Today, Authors Alliance joins with other public interest advocates such as Creative Commons, SPARC, Internet Archive, OpenMedia, and Public Knowledge to sign on to a statement in support of transparency and balanced copyright policy in the renegotiation of the North American Free Trade Agreement (NAFTA). The statement was sent to the trade ministries of Mexico, the U.S. and Canada, urging all three countries to make trade negotiation processes more transparent, inclusive, and accountable.
Closed-door trade agreements are not the right forum to create intellectual property policy, particularly when negotiations lack transparency. It is critically important that drafts of international agreements that address intellectual property issues be publicly available for comment so that authors and other stakeholders can weigh in on the proposed rules that will bind all member states. Moreover, such agreements are not flexible enough to account for rapid changes in technology.
Authors Alliance is particularly concerned that by shoehorning intellectual property issues in trade agreements without broad consultation, the resulting rules tend to favor longer copyright terms, increased enforcement measures, and harsh infringement penalties—without corresponding attention focused on appropriate limitations, such as robust fair use rights and other reasonable exceptions.
This imbalance does not serve the interest of authors and is out of step with our founding statement on Principles & Proposals for Copyright Reform. As both creators and users of content, authors depend upon balanced copyright policy that provides reasonable protection while not getting in the way of onward distribution and creation. Long copyright terms, for example, make it more likely that authors’ works will become unavailable or orphans. Lack of robust fair use exceptions, combined with harsh penalties, similarly make it more likely that authors’ works will go unused in subsequent works, limiting the original author’s reach and impeding the advancement of knowledge and culture. What’s more, users’ rights are authors’ rights. For example, authors rely on fair use in every phase of the creative process, and may need to circumvent digital rights management to create new works.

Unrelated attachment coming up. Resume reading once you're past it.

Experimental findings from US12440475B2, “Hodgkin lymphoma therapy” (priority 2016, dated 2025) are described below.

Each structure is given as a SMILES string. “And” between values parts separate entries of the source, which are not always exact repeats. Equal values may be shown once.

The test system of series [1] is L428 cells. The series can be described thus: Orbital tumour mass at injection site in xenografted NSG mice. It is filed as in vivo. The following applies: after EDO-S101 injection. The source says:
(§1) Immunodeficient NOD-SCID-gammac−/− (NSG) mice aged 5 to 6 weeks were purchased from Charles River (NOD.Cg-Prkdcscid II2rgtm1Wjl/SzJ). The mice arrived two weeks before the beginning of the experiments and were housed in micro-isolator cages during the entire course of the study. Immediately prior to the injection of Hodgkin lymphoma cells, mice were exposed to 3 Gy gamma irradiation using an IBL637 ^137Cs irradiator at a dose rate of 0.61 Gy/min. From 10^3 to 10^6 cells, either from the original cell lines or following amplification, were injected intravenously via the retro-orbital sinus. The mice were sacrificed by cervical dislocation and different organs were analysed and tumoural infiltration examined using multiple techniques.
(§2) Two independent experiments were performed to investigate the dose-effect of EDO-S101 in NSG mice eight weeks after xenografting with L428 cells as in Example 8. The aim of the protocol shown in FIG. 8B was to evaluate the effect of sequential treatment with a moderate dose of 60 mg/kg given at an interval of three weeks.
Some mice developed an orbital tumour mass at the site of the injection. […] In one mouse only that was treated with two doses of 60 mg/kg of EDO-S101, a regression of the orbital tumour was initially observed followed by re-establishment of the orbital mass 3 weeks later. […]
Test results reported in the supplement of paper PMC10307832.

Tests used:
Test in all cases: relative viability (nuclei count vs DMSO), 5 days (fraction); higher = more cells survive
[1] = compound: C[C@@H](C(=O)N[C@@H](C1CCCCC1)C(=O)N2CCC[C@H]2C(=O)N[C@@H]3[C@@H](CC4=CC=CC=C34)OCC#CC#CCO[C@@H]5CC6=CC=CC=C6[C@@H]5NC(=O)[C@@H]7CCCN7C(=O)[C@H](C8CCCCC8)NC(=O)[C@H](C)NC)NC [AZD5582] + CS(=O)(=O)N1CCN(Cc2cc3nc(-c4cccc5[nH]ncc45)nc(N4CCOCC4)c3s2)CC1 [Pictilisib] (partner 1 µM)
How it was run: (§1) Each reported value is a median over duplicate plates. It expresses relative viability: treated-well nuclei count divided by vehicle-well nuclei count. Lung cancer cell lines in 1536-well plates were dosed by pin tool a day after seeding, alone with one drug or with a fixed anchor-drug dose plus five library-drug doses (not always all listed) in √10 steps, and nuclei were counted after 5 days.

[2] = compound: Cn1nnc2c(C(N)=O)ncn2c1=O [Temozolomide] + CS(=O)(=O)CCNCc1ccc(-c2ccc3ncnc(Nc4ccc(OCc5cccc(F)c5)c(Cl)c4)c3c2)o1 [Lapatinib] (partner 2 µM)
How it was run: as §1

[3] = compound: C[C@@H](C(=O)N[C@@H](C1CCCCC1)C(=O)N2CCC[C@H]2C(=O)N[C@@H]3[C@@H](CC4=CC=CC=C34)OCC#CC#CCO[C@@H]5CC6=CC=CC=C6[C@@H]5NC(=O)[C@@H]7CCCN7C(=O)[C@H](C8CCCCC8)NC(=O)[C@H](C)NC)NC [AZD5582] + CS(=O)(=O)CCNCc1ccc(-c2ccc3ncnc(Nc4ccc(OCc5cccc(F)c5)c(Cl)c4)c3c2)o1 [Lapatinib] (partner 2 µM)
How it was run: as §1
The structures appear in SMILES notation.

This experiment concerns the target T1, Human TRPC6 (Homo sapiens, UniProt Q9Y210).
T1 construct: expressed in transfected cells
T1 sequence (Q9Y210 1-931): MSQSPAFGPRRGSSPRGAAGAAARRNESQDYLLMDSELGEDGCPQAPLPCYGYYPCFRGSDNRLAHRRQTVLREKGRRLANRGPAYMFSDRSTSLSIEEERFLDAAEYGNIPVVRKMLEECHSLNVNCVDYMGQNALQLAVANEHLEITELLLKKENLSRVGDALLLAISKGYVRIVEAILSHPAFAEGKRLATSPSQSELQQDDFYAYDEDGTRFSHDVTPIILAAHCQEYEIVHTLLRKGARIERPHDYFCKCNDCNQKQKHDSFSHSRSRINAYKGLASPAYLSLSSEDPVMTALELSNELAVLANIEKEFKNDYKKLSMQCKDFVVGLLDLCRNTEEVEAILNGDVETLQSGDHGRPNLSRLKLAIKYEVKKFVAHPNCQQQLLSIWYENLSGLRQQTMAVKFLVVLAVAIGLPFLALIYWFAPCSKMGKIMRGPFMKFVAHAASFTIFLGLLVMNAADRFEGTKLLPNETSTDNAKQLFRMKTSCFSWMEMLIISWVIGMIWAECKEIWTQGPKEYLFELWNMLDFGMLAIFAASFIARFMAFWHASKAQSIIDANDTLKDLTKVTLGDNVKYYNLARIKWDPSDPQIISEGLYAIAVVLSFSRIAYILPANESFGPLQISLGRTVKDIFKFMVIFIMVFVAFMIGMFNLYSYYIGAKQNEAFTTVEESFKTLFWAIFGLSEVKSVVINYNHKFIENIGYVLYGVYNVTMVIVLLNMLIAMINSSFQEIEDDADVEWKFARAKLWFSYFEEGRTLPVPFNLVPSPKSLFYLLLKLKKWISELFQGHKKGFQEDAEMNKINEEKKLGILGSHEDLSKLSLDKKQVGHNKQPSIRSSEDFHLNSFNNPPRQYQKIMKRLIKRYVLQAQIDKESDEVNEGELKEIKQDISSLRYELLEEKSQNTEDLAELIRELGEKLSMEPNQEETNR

For these reasons, if NAFTA addresses intellectual property rights, “there must be active and enforceable mechanisms to protect exceptions and limitations regimes, fair use/fair dealing and the public domain, parties should resist extensions in copyright terms that punish new artists and creators, and there should be no increased criminalization for digital rights management circumvention.”
Further details can be found in the full text of the statement. Hover over the document below to view the statement in your browser, or download here.Transparency_Digital_Rights_and_NAFTA_Aug_18_2017